What's the Latest Development?
When Colorado voters passed Amendment 64 last fall, legalizing marijuana for recreational use, the state government was also charged to "enact legislation governing the cultivation, processing, and sale of industrial hemp." A range of proponents, including farmers, citizen advocates, and even foreign hemp executives are now pushing Congress to consider allowing the revival of a crop that was regularly produced in the US until the passing of the Controlled Substances Act of 1970 put it into the same class as its sibling. Due to the Drug Enforcement Administration's strict requirements for growing medicinal marijuana, large-scale production of hemp is all but impossible.
What's the Big Idea?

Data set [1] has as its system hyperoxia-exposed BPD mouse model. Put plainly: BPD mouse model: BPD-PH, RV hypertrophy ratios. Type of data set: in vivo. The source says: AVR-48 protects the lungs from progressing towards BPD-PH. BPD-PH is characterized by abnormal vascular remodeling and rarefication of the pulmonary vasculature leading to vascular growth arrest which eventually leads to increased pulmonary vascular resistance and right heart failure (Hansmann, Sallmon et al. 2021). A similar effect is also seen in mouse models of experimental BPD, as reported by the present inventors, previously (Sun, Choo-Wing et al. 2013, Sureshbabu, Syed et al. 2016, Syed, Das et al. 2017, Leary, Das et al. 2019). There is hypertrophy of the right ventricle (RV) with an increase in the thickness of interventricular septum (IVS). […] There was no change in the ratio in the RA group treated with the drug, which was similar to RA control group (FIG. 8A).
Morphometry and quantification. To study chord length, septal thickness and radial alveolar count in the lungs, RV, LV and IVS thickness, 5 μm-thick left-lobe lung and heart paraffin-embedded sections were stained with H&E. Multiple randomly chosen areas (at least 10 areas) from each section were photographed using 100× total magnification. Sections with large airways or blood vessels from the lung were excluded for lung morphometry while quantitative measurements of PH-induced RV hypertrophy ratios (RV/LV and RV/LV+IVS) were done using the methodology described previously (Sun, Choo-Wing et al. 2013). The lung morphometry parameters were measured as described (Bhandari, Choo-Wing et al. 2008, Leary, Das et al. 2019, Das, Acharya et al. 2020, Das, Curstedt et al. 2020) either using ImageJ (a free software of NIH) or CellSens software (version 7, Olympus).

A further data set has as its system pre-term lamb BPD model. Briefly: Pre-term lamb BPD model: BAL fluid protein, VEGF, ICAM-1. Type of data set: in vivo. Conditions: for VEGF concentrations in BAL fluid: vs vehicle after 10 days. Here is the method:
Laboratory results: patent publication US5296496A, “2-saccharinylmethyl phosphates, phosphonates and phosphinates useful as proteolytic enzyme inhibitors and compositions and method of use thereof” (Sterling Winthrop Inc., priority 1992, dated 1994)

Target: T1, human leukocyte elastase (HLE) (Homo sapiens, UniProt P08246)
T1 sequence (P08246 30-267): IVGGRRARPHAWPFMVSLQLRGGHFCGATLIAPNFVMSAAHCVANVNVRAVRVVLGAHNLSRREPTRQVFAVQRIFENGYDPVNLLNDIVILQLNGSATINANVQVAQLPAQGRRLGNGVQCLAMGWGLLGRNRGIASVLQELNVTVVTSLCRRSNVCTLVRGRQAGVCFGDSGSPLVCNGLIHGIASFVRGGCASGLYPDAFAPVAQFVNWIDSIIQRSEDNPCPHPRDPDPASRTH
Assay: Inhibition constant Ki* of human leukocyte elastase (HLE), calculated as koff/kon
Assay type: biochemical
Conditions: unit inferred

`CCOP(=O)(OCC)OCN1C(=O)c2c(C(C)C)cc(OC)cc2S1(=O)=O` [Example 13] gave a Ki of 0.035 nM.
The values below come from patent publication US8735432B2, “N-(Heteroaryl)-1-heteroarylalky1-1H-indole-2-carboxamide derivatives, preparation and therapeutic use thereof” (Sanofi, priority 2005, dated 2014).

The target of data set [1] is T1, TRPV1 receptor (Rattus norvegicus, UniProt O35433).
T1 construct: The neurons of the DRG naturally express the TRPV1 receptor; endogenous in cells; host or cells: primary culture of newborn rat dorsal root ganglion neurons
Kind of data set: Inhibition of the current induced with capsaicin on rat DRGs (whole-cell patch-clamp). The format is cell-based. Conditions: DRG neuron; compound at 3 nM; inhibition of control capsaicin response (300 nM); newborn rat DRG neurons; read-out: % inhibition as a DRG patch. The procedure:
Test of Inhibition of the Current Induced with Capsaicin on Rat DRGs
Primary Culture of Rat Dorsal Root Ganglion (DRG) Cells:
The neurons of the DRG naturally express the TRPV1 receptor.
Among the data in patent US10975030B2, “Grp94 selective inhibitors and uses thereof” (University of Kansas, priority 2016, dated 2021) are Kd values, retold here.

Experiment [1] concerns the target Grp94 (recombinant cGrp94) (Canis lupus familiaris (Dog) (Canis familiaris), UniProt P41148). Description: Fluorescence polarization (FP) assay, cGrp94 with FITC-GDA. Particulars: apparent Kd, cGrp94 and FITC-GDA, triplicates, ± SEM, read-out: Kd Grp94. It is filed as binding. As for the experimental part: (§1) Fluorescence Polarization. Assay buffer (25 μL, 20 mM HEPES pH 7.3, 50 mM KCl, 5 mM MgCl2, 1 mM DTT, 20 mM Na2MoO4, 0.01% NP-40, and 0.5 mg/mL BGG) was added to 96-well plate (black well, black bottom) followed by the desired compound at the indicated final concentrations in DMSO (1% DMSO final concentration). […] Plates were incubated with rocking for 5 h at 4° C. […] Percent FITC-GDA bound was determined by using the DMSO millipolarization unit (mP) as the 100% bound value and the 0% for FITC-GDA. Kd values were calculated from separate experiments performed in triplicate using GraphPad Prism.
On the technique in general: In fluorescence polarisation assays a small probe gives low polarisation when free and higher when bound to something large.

Hemp is used in a wide variety of applications, ranging from snacks to beauty products to building materials, yet 90 percent of the US' supply comes from Canada. Senator Ron Wyden (D-Oregon) cites economics as the reason he plans to back a bill this year that would separate hemp from marijuana: "Why would you say you can sell [hemp products] at your local Costco, but farmers around the world get to make most of the money?" Since 1999, 11 states have loosened barriers on hemp production and/or research; this past Friday "the Kentucky Chamber of Commerce voted to back a Senate bill that would sanction hemp farming."
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